Tuesday, September 2, 2008
Elvis Has Entered the Building?
Elvis has entered the building? Well, this Elvis impersonator has entered my Etsy shop at least. http://www.etsy.com/view_listing.php?listing_id=14606866
His real name is Erwin Fescue and he plays the small clubs and lounges, but he's always aspired to be an Elvis impersonator in Vegas.
I demonstrated a similar Elvis Bobblehead for our International Society of Glass Beadmakers recently in California at our annual conference. Elvis is actually two beads connected with a spring, so he can bobble or even be worn on an interchangeable pendant.
And here's the rest of the story.
Needless to say, I was a bit nervous about being filmed making these two beads. I had not only had to make the two beads in under an hour, but I had to make him with expertise and not flub anything. I had prepared pretty carefully, by practicing at home. Well the morning of the taping, I thought about those close ups of my hands being filmed and how dry they looked. I didn't want lizard skin on film, so I used some of the hotel hand lotion in my room. Big mistake! Oh the lotion worked well, but perhaps a little too much. My hands were really slippery.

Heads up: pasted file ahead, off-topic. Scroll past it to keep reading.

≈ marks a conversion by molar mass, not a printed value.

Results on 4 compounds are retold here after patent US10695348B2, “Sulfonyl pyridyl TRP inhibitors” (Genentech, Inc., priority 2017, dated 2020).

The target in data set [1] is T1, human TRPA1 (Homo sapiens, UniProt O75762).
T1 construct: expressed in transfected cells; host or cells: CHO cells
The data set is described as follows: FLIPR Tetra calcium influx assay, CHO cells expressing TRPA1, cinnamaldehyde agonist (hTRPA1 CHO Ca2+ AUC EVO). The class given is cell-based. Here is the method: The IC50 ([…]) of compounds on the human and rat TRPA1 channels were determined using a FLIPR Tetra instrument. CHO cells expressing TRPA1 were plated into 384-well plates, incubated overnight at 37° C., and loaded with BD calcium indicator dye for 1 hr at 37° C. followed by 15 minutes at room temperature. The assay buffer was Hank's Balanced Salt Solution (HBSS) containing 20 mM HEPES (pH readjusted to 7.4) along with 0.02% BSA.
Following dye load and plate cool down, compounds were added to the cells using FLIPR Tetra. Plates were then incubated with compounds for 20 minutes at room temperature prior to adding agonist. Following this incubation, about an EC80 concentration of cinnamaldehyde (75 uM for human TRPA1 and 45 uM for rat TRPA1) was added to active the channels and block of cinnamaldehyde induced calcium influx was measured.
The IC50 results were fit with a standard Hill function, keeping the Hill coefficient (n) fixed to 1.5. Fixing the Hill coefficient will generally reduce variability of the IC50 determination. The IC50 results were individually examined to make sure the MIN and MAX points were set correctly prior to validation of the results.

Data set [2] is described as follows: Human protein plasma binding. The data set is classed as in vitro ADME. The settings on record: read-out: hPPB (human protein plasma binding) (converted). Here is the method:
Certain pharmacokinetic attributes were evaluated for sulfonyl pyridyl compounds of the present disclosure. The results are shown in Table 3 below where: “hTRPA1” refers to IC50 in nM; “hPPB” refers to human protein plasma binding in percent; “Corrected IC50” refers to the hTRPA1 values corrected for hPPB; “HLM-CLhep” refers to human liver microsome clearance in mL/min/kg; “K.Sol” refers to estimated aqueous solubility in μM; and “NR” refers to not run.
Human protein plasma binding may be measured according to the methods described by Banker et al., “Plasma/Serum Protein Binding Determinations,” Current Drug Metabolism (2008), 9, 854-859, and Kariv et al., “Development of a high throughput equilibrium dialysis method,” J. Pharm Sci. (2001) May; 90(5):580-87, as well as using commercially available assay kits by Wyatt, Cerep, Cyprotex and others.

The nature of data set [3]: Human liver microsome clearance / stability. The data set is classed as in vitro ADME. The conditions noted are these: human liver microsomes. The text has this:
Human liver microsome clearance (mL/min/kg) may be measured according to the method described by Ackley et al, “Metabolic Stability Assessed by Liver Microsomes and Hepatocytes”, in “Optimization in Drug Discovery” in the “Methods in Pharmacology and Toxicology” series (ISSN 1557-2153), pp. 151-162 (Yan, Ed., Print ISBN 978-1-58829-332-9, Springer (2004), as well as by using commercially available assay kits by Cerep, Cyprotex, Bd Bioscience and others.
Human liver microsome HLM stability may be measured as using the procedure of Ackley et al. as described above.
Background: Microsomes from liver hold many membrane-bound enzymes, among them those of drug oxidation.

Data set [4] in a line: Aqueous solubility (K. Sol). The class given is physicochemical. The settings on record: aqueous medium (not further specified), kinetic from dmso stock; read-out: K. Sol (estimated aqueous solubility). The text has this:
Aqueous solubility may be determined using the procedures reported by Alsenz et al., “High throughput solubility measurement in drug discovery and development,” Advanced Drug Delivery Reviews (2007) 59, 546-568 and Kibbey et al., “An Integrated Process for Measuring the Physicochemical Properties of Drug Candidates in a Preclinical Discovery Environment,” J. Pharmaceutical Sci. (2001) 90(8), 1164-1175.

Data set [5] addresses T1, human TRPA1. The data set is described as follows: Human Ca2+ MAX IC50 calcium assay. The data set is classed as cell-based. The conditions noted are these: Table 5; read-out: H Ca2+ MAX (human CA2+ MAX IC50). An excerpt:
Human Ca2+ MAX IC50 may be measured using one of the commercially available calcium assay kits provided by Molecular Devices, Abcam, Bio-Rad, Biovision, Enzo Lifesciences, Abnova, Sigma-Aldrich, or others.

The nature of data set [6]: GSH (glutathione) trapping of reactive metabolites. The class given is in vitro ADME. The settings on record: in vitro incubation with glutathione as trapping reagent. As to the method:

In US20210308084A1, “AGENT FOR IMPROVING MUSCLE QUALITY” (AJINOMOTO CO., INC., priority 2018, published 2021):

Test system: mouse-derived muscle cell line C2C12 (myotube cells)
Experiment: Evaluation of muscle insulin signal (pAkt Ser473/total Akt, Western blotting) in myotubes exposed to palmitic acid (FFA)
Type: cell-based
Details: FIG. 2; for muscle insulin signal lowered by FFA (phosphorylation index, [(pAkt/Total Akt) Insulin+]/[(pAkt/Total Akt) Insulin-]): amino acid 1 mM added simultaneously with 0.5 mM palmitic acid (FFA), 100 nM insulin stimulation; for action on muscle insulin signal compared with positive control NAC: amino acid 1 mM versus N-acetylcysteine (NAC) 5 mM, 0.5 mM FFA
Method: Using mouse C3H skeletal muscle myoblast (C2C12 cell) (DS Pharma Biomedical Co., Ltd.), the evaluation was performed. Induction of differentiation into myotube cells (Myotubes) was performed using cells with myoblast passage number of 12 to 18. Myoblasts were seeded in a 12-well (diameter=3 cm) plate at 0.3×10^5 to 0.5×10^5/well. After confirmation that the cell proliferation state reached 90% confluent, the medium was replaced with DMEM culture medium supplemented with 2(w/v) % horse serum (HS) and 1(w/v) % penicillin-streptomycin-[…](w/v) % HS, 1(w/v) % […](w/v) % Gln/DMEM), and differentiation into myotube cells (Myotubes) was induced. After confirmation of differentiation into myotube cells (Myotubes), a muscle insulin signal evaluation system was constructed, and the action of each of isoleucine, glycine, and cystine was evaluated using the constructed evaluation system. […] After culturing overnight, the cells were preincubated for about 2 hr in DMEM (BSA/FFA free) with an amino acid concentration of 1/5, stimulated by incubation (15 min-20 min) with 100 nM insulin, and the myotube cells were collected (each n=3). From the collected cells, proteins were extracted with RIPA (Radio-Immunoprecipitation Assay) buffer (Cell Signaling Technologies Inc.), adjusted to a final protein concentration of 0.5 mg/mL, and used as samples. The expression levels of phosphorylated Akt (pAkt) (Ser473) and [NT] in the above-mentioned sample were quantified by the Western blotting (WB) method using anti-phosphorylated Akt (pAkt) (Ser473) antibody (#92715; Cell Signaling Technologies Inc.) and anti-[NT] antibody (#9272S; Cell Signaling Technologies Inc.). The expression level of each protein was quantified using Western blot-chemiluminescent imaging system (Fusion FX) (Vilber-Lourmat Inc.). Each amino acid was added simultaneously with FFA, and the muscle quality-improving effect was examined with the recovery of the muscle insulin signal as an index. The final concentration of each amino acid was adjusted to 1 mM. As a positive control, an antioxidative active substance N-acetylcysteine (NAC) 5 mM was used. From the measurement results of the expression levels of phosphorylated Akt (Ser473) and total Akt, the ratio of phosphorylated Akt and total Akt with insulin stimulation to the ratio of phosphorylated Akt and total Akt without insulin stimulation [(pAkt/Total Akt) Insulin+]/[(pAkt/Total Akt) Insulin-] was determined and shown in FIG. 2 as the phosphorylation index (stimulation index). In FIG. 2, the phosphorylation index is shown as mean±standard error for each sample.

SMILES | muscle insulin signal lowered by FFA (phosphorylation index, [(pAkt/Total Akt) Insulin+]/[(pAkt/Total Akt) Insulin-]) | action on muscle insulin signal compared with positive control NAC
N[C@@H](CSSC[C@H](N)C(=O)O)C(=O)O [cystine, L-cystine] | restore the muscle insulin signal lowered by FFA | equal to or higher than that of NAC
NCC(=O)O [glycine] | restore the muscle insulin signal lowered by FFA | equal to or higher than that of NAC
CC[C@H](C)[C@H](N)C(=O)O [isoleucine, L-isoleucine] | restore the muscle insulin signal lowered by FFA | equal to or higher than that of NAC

For those of you who aren't beadmakers reading this blog, we make our beads on steel mandrels which are about the thickness of those bamboo skewers that you use for making fruit shish kabobs. My beads are sculptural and not symmetrical like most beads, so the heavy part always "pulls" a bit as we continuously rotate them in circles to keep the molten glass in place. (your basic centrifugal force). Dang, I wasn't sure what to do about my uber-slippery hands.
So I started washing them... a lot. I would have been diagnosed with obsessive-compulsive behavior, if you didn't know me. They were still slippery. After more scrubbing with hot water, I finally knew what to do. I took my nail polish remover and wiped them down to get any remaining lotion off of them. It dried them out. I was prepared to use our bead release, which is really drying if that other option hadn't worked.
Luckily, my hands looked okay after all I put them through, I didn't flub the filming and I learned a lesson, which I'm passing on to you.